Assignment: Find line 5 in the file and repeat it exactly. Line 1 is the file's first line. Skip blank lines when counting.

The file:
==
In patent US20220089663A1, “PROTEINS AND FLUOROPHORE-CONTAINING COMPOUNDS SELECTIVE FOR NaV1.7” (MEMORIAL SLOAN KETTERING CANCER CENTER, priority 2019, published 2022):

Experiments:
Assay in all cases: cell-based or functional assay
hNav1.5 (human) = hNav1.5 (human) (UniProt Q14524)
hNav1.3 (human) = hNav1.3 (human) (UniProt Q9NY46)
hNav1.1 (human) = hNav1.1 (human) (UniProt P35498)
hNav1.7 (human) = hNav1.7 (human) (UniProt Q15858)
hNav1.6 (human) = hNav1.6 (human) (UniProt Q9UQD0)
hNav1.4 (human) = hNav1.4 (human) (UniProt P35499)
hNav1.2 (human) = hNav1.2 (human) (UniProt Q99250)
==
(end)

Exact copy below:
hNav1.3 (human) = hNav1.3 (human) (UniProt Q9NY46)